Your New Coworker: Working from Home with Pets

Blog post created by Sam Cryer, Greenhill Humane Society volunteer with contributions from Lauren Rubin, KPA CTP, CPDT-KACanine Behavior Program Coordinator

With the outbreak of COVID-19, many people are working from home with their pets. While a 20-foot commute and being able to stay in your pajamas all day has its up-side, working from home also presents some challenges—not least of which may be having your pet as a coworker. You may be finding it hard to focus (not to mention type) when your cat drapes herself across your keyboard, or worried about how your pup will cope later on, when life gets back to normal. We put together some tips to help your pet stay sane during these changes, and ensure a smooth transition back to normal.

How are these changes impacting our pets?

While some pets may crave peace and quiet, thousands of media posts attest that most pets are loving the extra time with their people. Most don’t understand the need for a distraction-free work environment, and the number of pets that practice social distancing is close to zero.

Some pets may be overstimulated. Even if your pet is thrilled that you’re home, make sure you give them their space. Pets can easily become overstimulated (aka “wired-tired”) because of the change in routine. You can set up a quiet area in a bedroom or other low-traffic area where they can escape for some alone time when they need it.

It’s also possible that you’re the one who needs some me time! If that’s the case, read on for tips on how to be productive even with a pet in your workspace, and how to help your animal adjust as conditions change.

How can I work from home effectively with a pet?

Schedule play time. Ignoring your pet from 9-5 isn’t very fun or practical, so schedule times to play and help them get their energy out. (Bonus: staying active helps you focus better too.) Take your dog for a quick walk before you sit down at the computer and take a minute every couple of hours for a game or a snuggle. You need those mandatory 15 minute breaks anyway, right?

Incorporate them into your workspace. Create a special space for your pet that’s near your working area. Dogs will often be content in a comfy bed by your feet. With cats, the trick is to make their designated spot more tempting than your lap. Try a heated bed on your desk, or clear off a shelf and lay a blanket on it so your kitty can look down and supervise your work.

How can I help my pet adjust?

Maintain your regular routine as much as possible. If your pre-pandemic schedule included having set times for walking, feeding and potty breaks, keep as close to those same times as you can. That will give your pet a sense of routine and familiarity. This will also help when it’s time for everyone to return to work and school.

Entertain your pet. Animals need mental stimulation just like humans do. Invest in some new toys (puzzle toys are especially good) and allow your pet to play with them during working hours. Be sure to put them away when you’re not working, so those toys maintain their novelty. You can use these same toys when it’s time for you to go back to the office as well. Having something special to keep them busy when you’re away can be a good distraction, and also signal to your pet that this is time to entertain themselves.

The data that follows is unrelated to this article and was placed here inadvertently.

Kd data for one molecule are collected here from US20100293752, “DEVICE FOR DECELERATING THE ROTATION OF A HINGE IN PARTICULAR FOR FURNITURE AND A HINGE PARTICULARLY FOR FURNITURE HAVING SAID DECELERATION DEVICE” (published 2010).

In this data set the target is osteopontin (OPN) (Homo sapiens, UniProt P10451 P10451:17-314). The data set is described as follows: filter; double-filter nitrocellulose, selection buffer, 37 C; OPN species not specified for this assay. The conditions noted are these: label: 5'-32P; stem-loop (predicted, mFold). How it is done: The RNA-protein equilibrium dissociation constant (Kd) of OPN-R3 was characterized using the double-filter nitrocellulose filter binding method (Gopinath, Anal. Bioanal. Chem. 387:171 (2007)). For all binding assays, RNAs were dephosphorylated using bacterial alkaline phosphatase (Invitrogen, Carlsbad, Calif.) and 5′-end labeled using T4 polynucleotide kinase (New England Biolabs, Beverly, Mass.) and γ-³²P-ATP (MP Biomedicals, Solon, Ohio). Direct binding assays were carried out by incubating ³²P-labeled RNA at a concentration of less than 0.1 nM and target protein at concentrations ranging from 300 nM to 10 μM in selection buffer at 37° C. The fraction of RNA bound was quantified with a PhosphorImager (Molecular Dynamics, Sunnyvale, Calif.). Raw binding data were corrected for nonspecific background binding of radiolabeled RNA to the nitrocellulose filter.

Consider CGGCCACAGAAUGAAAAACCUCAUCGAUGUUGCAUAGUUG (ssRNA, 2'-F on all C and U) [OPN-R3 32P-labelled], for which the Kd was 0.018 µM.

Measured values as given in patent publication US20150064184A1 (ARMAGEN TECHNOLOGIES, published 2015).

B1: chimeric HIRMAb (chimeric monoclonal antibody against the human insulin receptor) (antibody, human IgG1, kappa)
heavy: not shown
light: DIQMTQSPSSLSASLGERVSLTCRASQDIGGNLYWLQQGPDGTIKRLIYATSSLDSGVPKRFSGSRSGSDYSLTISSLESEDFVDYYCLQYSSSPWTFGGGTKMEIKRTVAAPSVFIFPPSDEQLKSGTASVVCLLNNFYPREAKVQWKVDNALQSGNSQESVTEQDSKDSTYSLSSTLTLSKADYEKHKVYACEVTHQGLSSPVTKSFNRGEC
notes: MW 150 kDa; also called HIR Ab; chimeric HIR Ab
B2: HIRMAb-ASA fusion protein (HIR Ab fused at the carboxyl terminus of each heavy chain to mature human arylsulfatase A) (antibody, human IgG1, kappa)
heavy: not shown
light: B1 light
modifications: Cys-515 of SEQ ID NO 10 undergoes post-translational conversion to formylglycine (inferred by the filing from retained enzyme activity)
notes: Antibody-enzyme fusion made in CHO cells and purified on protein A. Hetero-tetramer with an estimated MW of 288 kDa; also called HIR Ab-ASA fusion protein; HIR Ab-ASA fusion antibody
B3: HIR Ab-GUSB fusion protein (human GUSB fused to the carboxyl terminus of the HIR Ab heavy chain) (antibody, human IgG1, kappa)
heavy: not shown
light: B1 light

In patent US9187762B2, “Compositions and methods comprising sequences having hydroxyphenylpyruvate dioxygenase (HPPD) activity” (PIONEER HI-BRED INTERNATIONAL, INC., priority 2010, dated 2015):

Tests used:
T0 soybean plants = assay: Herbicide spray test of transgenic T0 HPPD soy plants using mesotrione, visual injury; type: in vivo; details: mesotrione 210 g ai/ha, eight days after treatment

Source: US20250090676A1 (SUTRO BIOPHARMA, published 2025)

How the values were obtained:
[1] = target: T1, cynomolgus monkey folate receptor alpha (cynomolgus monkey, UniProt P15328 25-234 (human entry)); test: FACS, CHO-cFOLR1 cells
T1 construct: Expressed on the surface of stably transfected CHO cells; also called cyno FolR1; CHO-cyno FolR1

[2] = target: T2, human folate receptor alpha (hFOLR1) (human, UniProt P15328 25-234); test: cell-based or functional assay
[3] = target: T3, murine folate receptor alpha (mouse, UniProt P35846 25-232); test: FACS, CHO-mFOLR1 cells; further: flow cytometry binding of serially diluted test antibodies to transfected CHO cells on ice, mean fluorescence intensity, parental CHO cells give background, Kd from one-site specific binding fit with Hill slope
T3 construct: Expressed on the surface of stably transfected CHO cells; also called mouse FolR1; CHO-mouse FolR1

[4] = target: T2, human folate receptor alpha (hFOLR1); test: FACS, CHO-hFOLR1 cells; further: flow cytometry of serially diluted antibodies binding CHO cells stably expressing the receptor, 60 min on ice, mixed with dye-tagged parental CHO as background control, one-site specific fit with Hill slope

How can I prevent separation anxiety?

If you’ve brought home a new pet, or if your current pet is thrilled you’re around, it’s important to help your pet practice being alone. This can help prevent separation anxiety from developing. Be sure to spend some time away from your pet, such as leaving them at home when you go to the store for essentials. Even just driving the car a block away and sitting in there working or reading for an hour will help your pet get used to the idea that you’ll be gone and will come back.

When you do return home, be sure to stay calm during greetings. It’s hard not to match your pet’s enthusiasm for your return, but making greetings so exciting can instill stress on your departure. Remain calm when you get home and only greet your pet with zest after you’ve been back for a bit.

Although working from home with pets can be tricky, the good news is that it also comes with benefits. Greenhill employees are no strangers to having animal assistants in the office, and we know firsthand that they can make great coworkers! Animals can keep you calm and relaxed, force you to take breaks and provide companionship during a long workday. So enjoy this extra time with your furry (or feathered, scaly, finned, etc.) colleagues. Believe it or not, they may be exactly what you need to get through the emotional challenges of COVID-19.

Sources:

https://andreaarden.com/dog-training/how-to-help-your-dog-now-for-post-covid-19-life-to-prevent-separation-anxiety-issues/

https://www.foxnews.com/lifestyle/working-from-home-coronavirus-pets

https://www.rover.com/blog/working-from-home-dogs-cats-guide